The 193-yard eighth requires a carry over water with a bailout area short right, and a bunker is to the right of a green that slopes to the front. Cypress trees that often support cormorant birds are in the hazard, and a cabin that predates the course is to the right of the tee boxes.
The 169-yard 13th has a bulkheaded green rising above water to its front-right and right, and has a small bunker left. The 208-yard 16th has a waste bunker from the tee through the left side of the green and a trio of bunkers around a putting surface that slopes to the front from a middle ridge.
“The par-3s are fun and interesting,” Keith said. “Three of the four are about 100 yards from the red but each one is different.”
The course has a nearly equal mix of par-4s that go either straight, left or right. The 399-yard first is fairly straightaway with bunkers down the right side and around all but the front of the green. The 428-yard second turns right along bunkers, and the corner can be cut with a drive over water to the right. The green slopes to the front and back from a mild middle ridge.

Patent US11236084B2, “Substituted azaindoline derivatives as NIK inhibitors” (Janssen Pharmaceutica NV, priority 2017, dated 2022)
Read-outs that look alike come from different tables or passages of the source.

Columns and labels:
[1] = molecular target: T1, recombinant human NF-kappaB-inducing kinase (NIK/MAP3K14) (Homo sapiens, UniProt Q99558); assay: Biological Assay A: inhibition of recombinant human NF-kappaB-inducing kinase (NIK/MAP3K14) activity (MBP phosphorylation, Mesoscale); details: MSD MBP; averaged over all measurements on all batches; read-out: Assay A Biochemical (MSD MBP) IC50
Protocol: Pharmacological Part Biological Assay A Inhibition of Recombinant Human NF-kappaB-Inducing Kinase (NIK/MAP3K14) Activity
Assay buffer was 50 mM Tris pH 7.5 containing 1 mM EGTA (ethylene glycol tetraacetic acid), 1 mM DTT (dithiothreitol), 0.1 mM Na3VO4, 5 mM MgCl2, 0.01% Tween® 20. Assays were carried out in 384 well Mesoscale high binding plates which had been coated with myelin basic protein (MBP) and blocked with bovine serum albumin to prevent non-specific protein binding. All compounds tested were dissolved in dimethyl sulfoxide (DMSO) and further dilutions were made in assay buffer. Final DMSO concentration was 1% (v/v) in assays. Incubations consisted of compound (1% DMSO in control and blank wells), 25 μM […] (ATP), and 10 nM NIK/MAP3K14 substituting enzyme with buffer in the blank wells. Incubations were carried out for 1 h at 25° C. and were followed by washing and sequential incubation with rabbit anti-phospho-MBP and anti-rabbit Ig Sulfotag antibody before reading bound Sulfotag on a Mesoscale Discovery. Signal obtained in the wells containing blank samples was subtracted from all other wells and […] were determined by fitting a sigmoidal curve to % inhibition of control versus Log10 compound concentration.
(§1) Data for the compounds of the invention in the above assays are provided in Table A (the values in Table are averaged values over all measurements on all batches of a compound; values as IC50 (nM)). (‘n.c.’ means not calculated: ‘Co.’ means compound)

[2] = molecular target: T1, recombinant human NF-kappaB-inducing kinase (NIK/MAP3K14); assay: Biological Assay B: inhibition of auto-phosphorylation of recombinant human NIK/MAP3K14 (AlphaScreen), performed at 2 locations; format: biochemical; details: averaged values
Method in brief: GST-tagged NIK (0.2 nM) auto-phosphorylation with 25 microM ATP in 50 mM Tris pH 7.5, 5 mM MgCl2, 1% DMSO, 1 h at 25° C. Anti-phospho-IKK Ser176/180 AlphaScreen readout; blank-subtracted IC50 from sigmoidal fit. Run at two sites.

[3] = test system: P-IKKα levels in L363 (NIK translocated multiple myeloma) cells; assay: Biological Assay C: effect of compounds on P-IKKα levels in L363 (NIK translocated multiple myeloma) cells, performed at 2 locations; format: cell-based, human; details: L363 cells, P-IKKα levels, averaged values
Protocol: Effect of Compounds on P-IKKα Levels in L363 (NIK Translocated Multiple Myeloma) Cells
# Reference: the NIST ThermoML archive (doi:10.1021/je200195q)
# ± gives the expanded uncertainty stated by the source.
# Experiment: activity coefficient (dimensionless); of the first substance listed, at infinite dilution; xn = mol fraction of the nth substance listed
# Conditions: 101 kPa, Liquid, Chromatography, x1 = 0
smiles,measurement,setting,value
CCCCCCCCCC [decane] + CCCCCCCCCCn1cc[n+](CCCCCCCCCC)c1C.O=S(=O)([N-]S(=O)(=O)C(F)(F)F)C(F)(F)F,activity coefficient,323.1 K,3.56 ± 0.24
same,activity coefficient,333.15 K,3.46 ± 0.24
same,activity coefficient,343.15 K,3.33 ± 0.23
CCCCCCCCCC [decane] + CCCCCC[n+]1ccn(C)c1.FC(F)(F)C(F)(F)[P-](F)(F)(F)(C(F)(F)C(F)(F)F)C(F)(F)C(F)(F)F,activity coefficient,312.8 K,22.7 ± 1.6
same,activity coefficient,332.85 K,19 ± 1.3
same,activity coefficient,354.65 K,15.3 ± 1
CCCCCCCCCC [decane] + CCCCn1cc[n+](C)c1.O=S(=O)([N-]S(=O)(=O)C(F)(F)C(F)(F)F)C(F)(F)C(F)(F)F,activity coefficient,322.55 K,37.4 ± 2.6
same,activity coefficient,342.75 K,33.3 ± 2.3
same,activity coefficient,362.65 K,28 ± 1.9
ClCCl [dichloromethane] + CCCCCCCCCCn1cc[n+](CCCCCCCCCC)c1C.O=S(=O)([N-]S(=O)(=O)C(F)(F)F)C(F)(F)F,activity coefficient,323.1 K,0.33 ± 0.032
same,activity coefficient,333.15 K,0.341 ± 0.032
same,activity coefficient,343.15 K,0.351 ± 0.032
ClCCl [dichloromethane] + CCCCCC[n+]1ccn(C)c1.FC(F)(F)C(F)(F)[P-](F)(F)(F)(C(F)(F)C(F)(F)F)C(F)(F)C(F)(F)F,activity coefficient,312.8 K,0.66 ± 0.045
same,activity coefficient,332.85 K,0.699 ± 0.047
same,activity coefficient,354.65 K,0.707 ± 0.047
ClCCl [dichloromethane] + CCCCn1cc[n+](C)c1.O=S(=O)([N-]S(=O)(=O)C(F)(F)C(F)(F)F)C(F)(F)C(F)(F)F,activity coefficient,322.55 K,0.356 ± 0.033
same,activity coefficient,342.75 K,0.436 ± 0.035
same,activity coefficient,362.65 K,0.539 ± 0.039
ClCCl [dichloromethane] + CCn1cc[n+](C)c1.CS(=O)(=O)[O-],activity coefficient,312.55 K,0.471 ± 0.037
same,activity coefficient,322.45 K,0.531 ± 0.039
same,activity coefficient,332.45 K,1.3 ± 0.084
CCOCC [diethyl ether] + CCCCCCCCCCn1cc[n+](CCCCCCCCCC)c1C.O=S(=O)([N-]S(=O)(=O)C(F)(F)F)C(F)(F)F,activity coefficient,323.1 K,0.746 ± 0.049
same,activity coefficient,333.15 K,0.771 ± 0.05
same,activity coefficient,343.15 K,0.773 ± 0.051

The 424-yard fourth turns right around water that nestles against the right side of a bulkheaded green, and the 386-yard fifth turns left around water.
The 408-yard 10th is straightaway with bunkers predominantly down the right and around the green. The 439-yard 14th has water down the right side off the tee, long bunkers deep down the right side of the fairway, and bunkers left and back-right of a green that slopes forward.
“The 14th is a bit long for ladies at 344, but all others are fair, and bunkers and hazards are well placed,” Keith said.